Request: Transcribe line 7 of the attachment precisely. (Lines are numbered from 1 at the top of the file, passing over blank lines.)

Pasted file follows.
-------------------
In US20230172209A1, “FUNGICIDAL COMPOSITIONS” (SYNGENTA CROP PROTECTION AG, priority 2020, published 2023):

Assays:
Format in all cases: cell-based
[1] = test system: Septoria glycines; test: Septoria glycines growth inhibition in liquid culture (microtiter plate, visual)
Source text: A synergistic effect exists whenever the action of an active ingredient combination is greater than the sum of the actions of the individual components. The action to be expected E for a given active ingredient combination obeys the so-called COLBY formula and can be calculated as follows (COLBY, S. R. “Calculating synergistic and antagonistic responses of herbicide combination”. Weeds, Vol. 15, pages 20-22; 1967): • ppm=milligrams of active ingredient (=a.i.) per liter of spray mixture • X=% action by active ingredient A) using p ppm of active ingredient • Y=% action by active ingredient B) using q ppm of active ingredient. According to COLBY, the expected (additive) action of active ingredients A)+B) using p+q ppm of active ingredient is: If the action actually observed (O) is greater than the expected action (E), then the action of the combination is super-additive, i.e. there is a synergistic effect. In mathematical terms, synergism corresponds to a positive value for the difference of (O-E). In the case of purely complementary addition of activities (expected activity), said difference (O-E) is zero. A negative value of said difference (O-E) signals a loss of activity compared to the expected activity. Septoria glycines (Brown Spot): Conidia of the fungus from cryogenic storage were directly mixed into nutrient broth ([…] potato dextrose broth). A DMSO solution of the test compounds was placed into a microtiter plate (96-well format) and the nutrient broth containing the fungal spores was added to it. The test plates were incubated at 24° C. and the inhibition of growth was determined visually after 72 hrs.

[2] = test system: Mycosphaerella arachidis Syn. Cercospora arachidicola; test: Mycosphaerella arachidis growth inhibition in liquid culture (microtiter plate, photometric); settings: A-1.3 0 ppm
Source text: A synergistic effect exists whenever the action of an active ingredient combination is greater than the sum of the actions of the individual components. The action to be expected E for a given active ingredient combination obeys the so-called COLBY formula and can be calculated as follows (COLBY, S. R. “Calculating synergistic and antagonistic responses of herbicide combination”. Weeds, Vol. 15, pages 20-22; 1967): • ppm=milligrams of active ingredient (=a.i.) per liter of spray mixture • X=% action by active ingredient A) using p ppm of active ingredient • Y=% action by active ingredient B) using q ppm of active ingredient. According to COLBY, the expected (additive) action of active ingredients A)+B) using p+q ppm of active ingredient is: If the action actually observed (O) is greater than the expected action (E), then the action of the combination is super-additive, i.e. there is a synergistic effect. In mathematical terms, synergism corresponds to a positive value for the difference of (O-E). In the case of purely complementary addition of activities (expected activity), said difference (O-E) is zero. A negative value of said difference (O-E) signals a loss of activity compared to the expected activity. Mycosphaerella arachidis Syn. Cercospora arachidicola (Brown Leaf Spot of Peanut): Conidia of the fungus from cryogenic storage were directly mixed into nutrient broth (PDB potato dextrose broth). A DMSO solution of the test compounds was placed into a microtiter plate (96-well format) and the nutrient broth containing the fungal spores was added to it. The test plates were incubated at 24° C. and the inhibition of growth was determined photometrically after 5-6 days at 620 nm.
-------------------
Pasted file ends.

Source text: A synergistic effect exists whenever the action of an active ingredient combination is greater than the sum of the actions of the individual components. The action to be expected E for a given active ingredient combination obeys the so-called COLBY formula and can be calculated as follows (COLBY, S. R. “Calculating synergistic and antagonistic responses of herbicide combination”. Weeds, Vol. 15, pages 20-22; 1967): • ppm=milligrams of active ingredient (=a.i.) per liter of spray mixture • X=% action by active ingredient A) using p ppm of active ingredient • Y=% action by active ingredient B) using q ppm of active ingredient. According to COLBY, the expected (additive) action of active ingredients A)+B) using p+q ppm of active ingredient is: If the action actually observed (O) is greater than the expected action (E), then the action of the combination is super-additive, i.e. there is a synergistic effect. In mathematical terms, synergism corresponds to a positive value for the difference of (O-E). In the case of purely complementary addition of activities (expected activity), said difference (O-E) is zero. A negative value of said difference (O-E) signals a loss of activity compared to the expected activity. Mycosphaerella arachidis Syn. Cercospora arachidicola (Brown Leaf Spot of Peanut): Conidia of the fungus from cryogenic storage were directly mixed into nutrient broth (PDB potato dextrose broth). A DMSO solution of the test compounds was placed into a microtiter plate (96-well format) and the nutrient broth containing the fungal spores was added to it. The test plates were incubated at 24° C. and the inhibition of growth was determined photometrically after 5-6 days at 620 nm.